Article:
Having a sick dog can be worrying, to say the least. But what happens when they are seriously ill?
If you’ve ever taken your dog to get their vaccines, you’ve probably heard of parvovirus. This common canine virus is highly contagious and dangerous to the long-term health of your dog. Here’s what you need to know.
What is Canine Parvovirus?
Canine parvovirus is a recent canine disease. According to the Baker Institute for Animal Health at Cornell, “The virus that causes the disease known as “parvo”, canine parvovirus type 2 (CPV), first emerged among dogs in Europe around 1976. By 1978 the virus had spread unchecked, causing a worldwide epidemic of myocarditis and inflammation in the intestines (gastroenteritis).”
At the time, it wasn’t known that dogs aren’t the only animals that can contract parvo. In fact, wild canines such as wolves and coyotes and other wildlife such as foxes and raccoons can contract the disease. Because effective vaccines were developed in the late 1970s, there aren’t as many deadly outbreaks as there used to be.
How do Dogs Get Parvo?
Dogs can catch the virus from other dogs. Especially puppies and dogs with poor immune systems. It’s crucial to keep dogs vaccinated to prevent them from contracting and spreading the disease.
The main way dogs catch parvo is in the feces of other infected dogs. If a healthy dog ingests the infected feces, they can become ill. That’s why dogs often catch parvo in kennels, shelters, and other places dogs frequent.
Once a dog is infected, there is an incubation time of three to seven days. Therefore, they have the virus before they show symptoms. Within that incubation window, the dog’s tonsils and lymph nodes are attacked by the virus. Then, the virus moves to the bloodstream. Eventually, the virus moves to the small intestine, eating up nutrients as your dog eats. This leads to dangerous symptoms. It can also lead to heart issues.
What are the Symptoms of Parvo in Dogs?
Look out for these symptoms in dogs with parvovirus:
- Loss of Appetite
- High Fever
- Bloody Stool or Vomiting
According to VCA, “Diarrhea often has a very strong smell, may contain lots of mucus and may or may not contain blood. It is important to note that many dogs may not show every clinical sign but vomiting and diarrhea are the most common and consistent signs; vomiting usually begins first.”
A dog gets diagnosed by a veterinarian. They may test the dog’s stool for the virus antigen or within antibodies in their blood. Very rarely, a dog with parvo tests negative for the virus in their stool. If your dog has all the symptoms, your vet will likely proceed with checking the dog’s white blood cell count.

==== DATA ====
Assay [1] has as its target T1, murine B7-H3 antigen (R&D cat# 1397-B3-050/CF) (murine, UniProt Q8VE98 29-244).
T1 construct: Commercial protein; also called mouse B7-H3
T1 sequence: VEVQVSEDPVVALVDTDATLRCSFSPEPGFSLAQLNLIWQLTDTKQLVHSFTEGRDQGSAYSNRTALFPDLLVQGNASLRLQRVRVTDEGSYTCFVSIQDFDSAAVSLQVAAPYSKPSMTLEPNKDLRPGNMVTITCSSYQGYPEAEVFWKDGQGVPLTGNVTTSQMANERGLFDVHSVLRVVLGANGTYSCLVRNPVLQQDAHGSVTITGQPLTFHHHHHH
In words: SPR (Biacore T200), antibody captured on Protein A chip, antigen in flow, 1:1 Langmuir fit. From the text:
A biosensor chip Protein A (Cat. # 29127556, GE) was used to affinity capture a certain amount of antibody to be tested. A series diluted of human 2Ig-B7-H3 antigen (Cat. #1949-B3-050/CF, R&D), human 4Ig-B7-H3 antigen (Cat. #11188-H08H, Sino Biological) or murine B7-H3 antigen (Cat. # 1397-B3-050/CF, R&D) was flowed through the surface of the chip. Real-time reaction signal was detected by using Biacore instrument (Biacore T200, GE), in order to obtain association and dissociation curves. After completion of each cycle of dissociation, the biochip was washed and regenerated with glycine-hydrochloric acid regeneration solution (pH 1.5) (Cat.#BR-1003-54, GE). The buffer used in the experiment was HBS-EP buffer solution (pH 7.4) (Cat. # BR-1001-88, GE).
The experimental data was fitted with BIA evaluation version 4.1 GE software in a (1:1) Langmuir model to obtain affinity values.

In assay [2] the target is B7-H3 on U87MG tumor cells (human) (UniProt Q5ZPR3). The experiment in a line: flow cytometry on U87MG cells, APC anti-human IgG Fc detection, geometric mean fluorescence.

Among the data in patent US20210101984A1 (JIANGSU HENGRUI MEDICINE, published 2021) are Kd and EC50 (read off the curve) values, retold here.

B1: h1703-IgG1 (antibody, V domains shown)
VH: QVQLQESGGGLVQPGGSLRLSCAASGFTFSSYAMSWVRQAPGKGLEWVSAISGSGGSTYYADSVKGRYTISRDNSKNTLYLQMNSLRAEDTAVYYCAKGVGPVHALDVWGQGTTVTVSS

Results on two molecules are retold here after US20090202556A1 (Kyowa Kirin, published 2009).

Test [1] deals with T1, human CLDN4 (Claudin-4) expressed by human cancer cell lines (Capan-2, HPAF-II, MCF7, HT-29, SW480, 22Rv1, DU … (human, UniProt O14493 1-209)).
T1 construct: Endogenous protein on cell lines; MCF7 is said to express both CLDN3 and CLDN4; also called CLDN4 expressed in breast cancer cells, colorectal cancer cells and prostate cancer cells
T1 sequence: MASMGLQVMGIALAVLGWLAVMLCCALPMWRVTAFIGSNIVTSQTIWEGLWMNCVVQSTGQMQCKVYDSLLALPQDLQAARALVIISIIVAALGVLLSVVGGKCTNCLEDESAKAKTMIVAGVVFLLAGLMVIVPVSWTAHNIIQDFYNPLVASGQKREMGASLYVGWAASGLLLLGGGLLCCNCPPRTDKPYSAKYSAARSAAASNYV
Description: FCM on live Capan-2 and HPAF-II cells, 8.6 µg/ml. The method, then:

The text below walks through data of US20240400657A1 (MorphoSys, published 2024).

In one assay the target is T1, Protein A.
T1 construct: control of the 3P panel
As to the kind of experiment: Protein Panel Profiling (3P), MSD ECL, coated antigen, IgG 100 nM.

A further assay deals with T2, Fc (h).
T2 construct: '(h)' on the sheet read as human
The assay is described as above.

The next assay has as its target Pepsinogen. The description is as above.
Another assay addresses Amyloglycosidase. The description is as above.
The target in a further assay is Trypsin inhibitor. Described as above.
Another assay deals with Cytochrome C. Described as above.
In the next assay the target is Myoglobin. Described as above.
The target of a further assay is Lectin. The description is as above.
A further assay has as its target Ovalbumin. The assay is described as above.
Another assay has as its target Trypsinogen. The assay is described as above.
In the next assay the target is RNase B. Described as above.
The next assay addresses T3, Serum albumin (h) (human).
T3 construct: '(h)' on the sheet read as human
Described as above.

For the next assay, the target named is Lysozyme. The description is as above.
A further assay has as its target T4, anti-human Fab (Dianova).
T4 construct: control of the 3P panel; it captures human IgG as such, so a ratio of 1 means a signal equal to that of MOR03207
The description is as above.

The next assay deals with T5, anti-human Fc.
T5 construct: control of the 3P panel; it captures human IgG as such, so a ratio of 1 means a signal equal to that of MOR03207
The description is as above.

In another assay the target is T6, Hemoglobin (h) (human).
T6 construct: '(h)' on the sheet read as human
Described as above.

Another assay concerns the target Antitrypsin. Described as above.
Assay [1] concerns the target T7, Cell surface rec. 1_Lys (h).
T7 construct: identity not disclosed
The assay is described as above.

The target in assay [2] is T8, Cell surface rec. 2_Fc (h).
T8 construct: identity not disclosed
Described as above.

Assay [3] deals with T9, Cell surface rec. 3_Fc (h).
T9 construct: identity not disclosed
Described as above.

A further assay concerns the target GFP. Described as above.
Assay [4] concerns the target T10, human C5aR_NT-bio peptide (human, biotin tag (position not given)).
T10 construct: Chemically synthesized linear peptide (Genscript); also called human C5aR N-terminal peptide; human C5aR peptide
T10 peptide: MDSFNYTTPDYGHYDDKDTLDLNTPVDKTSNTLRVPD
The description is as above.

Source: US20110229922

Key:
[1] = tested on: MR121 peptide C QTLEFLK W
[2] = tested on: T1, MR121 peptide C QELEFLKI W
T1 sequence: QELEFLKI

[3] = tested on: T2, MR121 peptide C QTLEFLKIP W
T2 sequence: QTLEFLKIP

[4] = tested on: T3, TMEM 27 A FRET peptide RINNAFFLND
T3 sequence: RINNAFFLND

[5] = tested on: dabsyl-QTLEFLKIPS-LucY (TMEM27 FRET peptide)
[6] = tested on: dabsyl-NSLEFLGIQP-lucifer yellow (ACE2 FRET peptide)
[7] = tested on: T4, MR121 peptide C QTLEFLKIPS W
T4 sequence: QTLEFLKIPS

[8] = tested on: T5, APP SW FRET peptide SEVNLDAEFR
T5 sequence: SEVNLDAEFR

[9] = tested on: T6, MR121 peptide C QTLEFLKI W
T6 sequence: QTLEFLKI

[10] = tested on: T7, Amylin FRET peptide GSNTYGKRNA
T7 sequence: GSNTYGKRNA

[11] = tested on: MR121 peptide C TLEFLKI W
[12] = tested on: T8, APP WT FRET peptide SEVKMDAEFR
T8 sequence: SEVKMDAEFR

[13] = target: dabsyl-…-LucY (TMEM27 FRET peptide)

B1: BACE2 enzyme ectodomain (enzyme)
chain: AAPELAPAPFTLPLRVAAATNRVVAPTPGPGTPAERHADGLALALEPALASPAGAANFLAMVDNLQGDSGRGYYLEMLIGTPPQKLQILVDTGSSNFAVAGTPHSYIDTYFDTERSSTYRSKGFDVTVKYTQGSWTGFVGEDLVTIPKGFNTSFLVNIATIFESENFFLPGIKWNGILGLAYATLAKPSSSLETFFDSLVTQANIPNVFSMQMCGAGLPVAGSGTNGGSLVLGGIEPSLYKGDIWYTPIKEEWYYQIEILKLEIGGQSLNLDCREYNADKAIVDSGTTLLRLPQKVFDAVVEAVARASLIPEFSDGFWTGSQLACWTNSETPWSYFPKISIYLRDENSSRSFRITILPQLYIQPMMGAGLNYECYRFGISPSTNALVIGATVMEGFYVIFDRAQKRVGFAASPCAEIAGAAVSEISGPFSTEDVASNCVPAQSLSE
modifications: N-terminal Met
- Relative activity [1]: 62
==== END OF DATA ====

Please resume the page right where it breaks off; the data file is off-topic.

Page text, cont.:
How to Treat Parvo
Thankfully, most dogs given treatment can recover from parvovirus. For some reason, however, certain breeds have higher fatality rates due to parvo. These include English Springer Spaniels, Rottweilers and Doberman Pinschers.
Depending on how sick your dog is, your vet may prescribe medications that include antibiotics. Parvo reduces your dog’s ability to fight infections. So, antibiotics help with that. In addition to meds, your vet will guide you on what fluid and nutrition will assist your dog’s recovery.
Sick puppies will likely make a full recovery if they survive the first few three to four days of the illness. Again, your vet will help you treat your dog.
Preventing Canine Parvo
Important to note, parvo is preventable. Vaccines are recommended for all puppies. Vaccines are given in a series of three shots. The first is given to dogs between 6 and 8 weeks, again between 10 and 12 weeks, and lastly at 14 to 16 weeks. Boosters take place one year later and again after 3 years.
It’s suggested that you keep your puppies safe by not taking them to too many places where dogs congregate such as dog parks and boarding facilities. To be safe, only socialize puppies with adult dogs that have been fully vaccinated. Just like human babies, their immune systems are not quite ready to deal with lots of germs. And herd immunity, keeping them around other immune dogs, is the best preventative.
Can a Vaccinated Dog Get Parvo?
Unfortunately, dogs CAN get parvo after vaccination. The virus has different strains and, like influenza, changes over time.
According to one 2010 study of the virus, “Modified live vaccines are safe and effective, but despite the best vaccination protocol, all puppies will have a window of the susceptibility of at least several days where they will be at risk. In addition, the newer CPV-2c strain presents new challenges as the current vaccines may not be as effective in providing protection against it.”